Peppard is an unproductive writer who makes a living as the kept plaything of an older, rich, married woman. He moves in to the same apartment block as Hepburn, and quickly falls for her charms. Hepburn, of course, is irresistible. No nudity, no sex scenes, everything coy and 'decent', but Hepburn simply sizzles. 'Irresistible' hardly does her justice.
The film has aged somewhat - the 1961 party scenes and social mores look quaint. The sleaziness of the principals' lifestyle is barely commented upon. But "Breakfast at Tiffany's" retains a magnetism of its own. A lightweight romantic comedy, a bit sentimental and sexually sanitised, it remains a compulsive, entertaining tale. It has magical moments - Hepburn, of course, established Holly as an iconic figure of the 60's, and you wonder why George Peppard never recaptured the presence he exerts throughout this film, but watch out for a marvellous little cameo sequence in Tiffany's. Watch out, also, for an appalling comedy role by Mickey Rooney, playing a Japanese caricature which would probably be banned today.
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6 of 6 people found the following review helpful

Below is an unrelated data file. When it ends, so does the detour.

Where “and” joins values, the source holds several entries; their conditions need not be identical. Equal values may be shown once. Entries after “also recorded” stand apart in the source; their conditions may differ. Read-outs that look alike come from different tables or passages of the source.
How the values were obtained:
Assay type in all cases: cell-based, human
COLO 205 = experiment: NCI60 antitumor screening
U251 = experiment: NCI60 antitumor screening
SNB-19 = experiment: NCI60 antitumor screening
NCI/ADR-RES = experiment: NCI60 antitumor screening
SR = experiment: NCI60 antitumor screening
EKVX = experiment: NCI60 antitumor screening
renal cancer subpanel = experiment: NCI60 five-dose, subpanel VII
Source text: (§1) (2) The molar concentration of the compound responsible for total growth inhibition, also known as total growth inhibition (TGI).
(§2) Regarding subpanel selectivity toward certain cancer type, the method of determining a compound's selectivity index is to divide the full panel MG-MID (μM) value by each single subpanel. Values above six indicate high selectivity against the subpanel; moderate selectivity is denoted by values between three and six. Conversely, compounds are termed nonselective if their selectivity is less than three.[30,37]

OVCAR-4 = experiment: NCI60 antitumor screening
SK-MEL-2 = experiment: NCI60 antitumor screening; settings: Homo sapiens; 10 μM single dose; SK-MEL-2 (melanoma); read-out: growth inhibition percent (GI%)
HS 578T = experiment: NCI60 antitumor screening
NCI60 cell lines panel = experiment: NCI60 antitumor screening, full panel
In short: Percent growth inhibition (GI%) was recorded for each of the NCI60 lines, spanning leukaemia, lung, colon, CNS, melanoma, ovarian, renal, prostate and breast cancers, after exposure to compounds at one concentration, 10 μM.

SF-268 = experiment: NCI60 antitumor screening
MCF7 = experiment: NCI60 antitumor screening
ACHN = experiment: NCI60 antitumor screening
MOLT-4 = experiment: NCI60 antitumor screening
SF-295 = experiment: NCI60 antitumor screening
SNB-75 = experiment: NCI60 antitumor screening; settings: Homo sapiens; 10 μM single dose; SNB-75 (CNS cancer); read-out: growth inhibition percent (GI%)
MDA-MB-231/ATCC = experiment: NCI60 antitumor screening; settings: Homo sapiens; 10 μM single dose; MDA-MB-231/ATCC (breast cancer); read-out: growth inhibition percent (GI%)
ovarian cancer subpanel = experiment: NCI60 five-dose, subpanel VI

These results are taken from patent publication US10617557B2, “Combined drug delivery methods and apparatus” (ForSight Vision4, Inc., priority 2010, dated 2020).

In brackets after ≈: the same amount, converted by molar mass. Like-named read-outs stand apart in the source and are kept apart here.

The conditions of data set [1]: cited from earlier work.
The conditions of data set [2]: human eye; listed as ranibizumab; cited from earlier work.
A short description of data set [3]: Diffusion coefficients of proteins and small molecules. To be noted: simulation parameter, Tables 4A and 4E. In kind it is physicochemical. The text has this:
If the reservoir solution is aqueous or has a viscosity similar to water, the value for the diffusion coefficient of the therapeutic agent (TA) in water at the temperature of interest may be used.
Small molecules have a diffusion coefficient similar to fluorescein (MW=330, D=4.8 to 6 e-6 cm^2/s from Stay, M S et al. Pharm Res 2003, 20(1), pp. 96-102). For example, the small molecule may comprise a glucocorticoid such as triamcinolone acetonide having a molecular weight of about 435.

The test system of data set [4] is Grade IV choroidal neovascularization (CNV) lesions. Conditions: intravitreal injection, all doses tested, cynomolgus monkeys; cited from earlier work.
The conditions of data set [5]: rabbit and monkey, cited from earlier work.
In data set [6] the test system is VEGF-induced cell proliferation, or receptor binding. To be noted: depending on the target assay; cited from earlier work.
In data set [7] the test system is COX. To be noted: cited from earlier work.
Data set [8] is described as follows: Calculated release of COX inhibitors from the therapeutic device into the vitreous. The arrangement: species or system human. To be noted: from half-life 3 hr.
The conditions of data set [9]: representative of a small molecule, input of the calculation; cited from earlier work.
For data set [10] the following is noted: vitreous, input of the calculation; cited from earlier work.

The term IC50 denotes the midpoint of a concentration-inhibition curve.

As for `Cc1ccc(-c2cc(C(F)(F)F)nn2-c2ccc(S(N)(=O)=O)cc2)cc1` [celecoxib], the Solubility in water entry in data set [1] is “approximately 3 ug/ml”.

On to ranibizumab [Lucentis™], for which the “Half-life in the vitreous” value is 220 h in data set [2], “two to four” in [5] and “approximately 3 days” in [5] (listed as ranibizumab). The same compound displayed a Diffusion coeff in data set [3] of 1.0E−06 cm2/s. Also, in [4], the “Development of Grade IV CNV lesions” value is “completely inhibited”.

5.0 out of 5 stars Overall a brilliant film... 29 July 2001
By A Customer
Format:VHS Tape
This is one of the few films I could quite happily watch every day. It is very different to the book, but in many ways I like the film better, (I never object to a happy ending). Its both funny and sad and you envy and pity Holly in equal measure.
Overall its a brilliant film and George Peppard (Mr 'A Team' himself) is an added bonus...!
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15 of 16 people found the following review helpful
5.0 out of 5 stars Simply devine! 23 Sep 2003
Format:VHS Tape
The lovely and quirky Holly Golightly (played by Audrey Hepburn) has an oddly refreshing, and sometimes naive, outlook on life. Independent as her cat, "Cat," she lives for tomorrow, always on the prowl for her "millionaire." Befriended by her neighbor, played by George Peppard, the two share the ups and downs of what life has to offer these two ever-searching misfits. A wonderful film to be enjoyed on a cold winter's day with a warm, fuzzy blanket (or a warm, fuzzy friend!).
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11 of 12 people found the following review helpful
4.0 out of 5 stars Such a lot of world to see 16 Jan 2009